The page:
4. A Multiple Socialist Administration Model and Enterprises of Social Property (ESP) in Venezuela - Success, Difficulties, Prospects

    For a transition from capitalism to socialism, the multiple socialist administration model is proposed, to avoid the Soviet mode of production, in which there persisted alienation and exploitation.

    For a transition from capitalism to socialism the multiple  socialist administration model is proposed in order to avoid what the author calls the Soviet mode of production, in which, despite the elimination of the private property of the means of production, there still persisted social alienation, a hierarchical social division of labor and thus the exploitation of man by man.  Through Direct Social Property Enterprises (the property of popular communities) and Indirect Social Property Enterprises (state property) articulated in hegemonic integral socio-productive chains and networks and with the participation of forms of private property, including cooperatives, it is possible to advance toward integral sustainable human development. read more »

  5. The Impact of Mondragon in the US

    Solidarity Economy on the move

    "I don't think we get the socialism by multiplying cooperatives - like mushrooms after the rain. I think cooperatives are just one tactic, one weapon among many in our arsenal."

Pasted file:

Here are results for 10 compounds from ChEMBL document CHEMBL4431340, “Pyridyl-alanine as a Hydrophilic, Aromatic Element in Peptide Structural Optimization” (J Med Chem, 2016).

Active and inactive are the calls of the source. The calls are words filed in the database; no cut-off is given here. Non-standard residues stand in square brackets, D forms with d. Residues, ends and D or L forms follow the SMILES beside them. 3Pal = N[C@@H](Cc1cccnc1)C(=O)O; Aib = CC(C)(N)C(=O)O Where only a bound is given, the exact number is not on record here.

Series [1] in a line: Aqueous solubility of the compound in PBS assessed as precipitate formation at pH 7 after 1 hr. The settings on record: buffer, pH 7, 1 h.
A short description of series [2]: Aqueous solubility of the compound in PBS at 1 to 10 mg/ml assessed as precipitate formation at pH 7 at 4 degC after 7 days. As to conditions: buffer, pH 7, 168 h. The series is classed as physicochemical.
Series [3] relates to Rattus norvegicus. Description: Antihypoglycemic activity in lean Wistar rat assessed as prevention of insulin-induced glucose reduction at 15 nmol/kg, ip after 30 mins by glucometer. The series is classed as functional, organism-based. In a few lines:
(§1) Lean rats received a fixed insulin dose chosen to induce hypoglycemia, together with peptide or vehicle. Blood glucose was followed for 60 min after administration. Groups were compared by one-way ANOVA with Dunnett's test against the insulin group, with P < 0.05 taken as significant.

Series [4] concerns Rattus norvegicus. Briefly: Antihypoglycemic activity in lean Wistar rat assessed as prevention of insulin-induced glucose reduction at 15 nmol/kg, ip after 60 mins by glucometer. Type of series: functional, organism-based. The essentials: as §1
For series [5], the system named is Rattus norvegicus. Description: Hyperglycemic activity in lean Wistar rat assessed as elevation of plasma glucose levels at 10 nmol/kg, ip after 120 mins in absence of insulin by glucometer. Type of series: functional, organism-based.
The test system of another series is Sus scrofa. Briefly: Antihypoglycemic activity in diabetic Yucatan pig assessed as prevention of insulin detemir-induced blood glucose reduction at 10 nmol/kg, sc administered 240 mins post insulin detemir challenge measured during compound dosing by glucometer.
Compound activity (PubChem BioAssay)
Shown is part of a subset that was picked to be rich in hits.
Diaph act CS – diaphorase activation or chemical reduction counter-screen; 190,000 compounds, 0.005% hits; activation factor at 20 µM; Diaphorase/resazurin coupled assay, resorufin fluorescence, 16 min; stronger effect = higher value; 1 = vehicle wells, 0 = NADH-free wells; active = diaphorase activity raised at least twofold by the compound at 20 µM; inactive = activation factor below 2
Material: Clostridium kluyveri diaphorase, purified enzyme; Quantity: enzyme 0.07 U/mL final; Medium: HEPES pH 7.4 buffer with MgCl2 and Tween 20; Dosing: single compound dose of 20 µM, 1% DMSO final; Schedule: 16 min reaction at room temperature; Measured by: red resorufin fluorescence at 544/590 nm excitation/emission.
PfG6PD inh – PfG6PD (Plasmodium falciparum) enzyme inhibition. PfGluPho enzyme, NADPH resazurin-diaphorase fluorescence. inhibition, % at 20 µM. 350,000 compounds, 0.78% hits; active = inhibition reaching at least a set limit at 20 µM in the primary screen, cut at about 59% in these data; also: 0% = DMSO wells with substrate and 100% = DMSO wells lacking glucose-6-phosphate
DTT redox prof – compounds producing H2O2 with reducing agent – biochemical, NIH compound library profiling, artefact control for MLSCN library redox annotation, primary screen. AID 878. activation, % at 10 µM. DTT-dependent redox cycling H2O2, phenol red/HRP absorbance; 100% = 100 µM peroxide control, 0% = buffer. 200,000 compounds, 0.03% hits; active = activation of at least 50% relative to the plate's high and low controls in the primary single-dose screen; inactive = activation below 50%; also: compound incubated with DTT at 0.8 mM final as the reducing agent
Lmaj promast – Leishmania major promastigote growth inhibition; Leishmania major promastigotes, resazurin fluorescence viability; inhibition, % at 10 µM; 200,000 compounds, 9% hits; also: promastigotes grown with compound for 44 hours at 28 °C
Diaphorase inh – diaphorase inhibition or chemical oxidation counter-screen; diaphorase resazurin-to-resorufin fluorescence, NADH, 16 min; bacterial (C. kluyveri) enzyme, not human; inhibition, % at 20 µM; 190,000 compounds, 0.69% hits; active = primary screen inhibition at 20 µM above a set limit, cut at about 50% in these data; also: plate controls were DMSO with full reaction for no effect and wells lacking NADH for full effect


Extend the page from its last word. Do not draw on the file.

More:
Davidson speaks about the Mondragón Corporación Cooperativa (MCC),

    Speech hold the 5th November 2011 at the International Conference: «Den Betrieb übernehmen. Einstieg in Transformation?» / «Occupy, Resist, Produce». Worker Cooperatives – Potential for Transformation?
    Panel: Solidarity Economy on the move read more »

  6. Solidarity petition: support Jugoremedija workers' struggle in Serbia

    Support Jugoremedija workers' struggle

    To the head of EU Delegation to Serbia, mister Vincent Degert,
    To the European Parliament Special Envoy for the Balkans, mister Jelko Kacin,
    To the deputies of the European Parliament,

    Dear sirs,
    For almost a year and a half, Jugoremedija, pharmaceutical factory from Zrenjanin, and Penpharm, penicillin production plant – which has been being built by „Jugoremedija“ and a group of its worker-shareholders – have been under severe pressure from political structures, financial magnates, and Serbian media. Although in June this year EU ordered Serbia to investigate 24 contestable privatizations, among which was the illegal sale of Jugoremedija’s shares in 2002, Serbian authorities waste no time in taking steps directly opposite to the Brussels’ demands. read more »